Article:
Tutorial for recording a guitar string stroke and detecting its pitch

I use the python library called sounddevice which allows to easily record audio and represent the result as a numpy array.

We will use two different methods for detecting the pitch and compare their results.

For reference, here is the list of frequencies of all 6 strings expected for a well tuned guitar:

String Frequency Scientific pitch notation
1 (E) 329.63 Hz E4
2 (B) 246.94 Hz B3
3 (G) 196.00 Hz G3
4 (D) 146.83 Hz D3
5 (A) 110.00 Hz A2
6 (E) 82.41 Hz E2

In [79]:
import sounddevice as sd
import numpy as np
import pandas as pd
import matplotlib.pyplot as plt

%matplotlib inline

First of all, check the list of available audio devices on the system

I use an external USB sound card called Sound Blaster E1: this is the one we will use here

In [3]:

  0 Sound Blaster E1: USB Audio (hw:0,0), ALSA (1 in, 2 out)
  1 bcm2835 ALSA: - (hw:1,0), ALSA (0 in, 2 out)
  2 bcm2835 ALSA: IEC958/HDMI (hw:1,1), ALSA (0 in, 2 out)
  3 sysdefault, ALSA (128 in, 128 out)
  4 front, ALSA (0 in, 2 out)
  5 surround40, ALSA (0 in, 2 out)
  6 iec958, ALSA (0 in, 2 out)
  7 spdif, ALSA (1 in, 2 out)
  8 dmix, ALSA (0 in, 2 out)
* 9 default, ALSA (128 in, 128 out)

We define the length we want to record in seconds and the sampling rate to 44100 Hz

In [71]:
device = 0    # we use my USB sound card device
duration = 2  # seconds
fs = 44100    # samples by second

We can now record 2 seconds worth of audio

For this tutorial, I have played the D string of my guitar.

The result is a numpy array we store in the myrecording variable

In [72]:
myrecording = sd.rec(duration * fs, samplerate=fs, channels=1, device=0)

Let's plot a section of this array to look at it first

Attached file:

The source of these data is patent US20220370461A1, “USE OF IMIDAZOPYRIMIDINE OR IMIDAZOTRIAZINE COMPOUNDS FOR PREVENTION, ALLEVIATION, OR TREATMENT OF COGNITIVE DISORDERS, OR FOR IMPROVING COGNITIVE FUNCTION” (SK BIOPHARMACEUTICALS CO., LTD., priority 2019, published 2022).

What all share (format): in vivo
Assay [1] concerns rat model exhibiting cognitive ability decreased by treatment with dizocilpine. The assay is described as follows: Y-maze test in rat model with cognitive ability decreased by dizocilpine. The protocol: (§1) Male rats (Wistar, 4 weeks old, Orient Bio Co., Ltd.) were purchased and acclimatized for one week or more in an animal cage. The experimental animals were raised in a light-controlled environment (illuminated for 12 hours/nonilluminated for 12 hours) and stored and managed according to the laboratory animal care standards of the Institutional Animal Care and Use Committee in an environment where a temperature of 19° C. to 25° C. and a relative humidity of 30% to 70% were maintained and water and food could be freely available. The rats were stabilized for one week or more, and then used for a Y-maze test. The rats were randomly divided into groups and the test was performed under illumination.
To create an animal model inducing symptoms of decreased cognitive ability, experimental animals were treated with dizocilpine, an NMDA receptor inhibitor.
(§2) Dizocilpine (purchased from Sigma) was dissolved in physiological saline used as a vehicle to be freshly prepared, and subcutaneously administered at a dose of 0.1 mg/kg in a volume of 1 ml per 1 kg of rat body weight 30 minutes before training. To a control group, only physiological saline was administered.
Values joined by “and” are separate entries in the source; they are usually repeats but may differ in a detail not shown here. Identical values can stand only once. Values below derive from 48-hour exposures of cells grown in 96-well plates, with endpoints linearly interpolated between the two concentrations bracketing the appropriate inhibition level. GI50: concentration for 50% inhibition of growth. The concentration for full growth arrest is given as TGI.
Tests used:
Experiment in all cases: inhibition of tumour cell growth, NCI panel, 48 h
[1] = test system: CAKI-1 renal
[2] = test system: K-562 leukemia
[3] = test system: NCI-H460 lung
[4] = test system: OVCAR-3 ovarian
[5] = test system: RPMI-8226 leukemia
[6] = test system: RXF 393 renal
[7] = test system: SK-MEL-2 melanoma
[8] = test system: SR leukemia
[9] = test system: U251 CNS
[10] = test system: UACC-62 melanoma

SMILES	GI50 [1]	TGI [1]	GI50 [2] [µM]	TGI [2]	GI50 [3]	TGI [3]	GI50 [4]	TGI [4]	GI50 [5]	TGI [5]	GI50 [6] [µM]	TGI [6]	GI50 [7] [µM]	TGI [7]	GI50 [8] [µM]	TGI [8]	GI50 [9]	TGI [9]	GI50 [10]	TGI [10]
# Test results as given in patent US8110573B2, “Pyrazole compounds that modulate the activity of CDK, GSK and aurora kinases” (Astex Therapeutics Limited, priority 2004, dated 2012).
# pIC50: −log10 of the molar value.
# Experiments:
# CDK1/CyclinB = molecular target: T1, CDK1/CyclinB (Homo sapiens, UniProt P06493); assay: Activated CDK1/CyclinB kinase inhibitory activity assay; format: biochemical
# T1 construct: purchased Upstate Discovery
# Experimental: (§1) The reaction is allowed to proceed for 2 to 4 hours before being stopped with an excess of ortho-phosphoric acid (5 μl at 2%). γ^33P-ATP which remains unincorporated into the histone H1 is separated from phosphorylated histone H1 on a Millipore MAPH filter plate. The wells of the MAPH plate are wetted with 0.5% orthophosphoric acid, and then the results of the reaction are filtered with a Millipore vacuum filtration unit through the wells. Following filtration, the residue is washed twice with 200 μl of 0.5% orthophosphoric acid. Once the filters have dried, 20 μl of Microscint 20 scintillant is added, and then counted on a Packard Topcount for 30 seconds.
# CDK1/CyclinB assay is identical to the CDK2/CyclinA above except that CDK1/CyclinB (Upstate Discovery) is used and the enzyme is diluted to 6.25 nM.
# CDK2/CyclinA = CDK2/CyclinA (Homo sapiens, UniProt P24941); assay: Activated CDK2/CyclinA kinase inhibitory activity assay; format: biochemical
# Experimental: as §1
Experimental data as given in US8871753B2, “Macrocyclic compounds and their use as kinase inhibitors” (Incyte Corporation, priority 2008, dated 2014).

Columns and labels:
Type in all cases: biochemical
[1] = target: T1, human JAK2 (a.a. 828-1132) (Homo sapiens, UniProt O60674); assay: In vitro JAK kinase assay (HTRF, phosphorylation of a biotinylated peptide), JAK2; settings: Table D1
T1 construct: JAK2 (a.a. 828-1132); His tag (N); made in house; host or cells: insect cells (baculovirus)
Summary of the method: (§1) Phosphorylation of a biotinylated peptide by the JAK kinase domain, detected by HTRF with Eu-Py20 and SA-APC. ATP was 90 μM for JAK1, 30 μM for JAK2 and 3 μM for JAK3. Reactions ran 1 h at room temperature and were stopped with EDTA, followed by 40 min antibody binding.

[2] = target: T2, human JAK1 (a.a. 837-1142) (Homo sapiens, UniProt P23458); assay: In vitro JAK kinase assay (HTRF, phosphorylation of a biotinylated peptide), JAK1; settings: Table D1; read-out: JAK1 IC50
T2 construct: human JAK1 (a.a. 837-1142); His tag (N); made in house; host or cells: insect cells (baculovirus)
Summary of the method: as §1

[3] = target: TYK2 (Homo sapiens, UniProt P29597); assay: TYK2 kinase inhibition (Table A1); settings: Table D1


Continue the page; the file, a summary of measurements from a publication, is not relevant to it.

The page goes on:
We notice a pretty periodic signal with a clear fundamental frequency: which makes sense since a guitar string vibrates producing an almost purely sinuzoidal wave

In [80]:
df = pd.DataFrame(myrecording)

<matplotlib.axes._subplots.AxesSubplot at 0x68bbb0f0>

Pitch detection using Fast Fourier Transform

We use numpy to compute the discrete Fourier transform of the signal:

In [39]:
fourier = np.fft.fft(rec)

We can visualise a section of the Fourier transform to notice there is a clear fundamental frequency:

In [88]:

[<matplotlib.lines.Line2D at 0x67b60f70>]

We find the frequency corresponding to the maximum of this Fourier transform, and calculate the corresponding real frequency by re-multiplying by the sampling rate

In [89]:
f_max_index = np.argmax(abs(fourier[:fourier.size/2]))
freqs = np.fft.fftfreq(len(fourier))


This methid has detected that my guitar string stroke has fundamental frequency of 149.94 Hz, which is indeed very close to the expected frequency of the D string of a well tuned guitar (target if 146.83 Hz)

My guitar was not very well tuned: this indicates I should slightly tune down my 4th string

Using Autocorrelation method for pitch detection

In [90]:
rec = myrecording.ravel()
rec = rec[25000:30000]
autocorr = np.correlate(rec, rec, mode='same')

[<matplotlib.lines.Line2D at 0x67b43b50>]

In [ ]: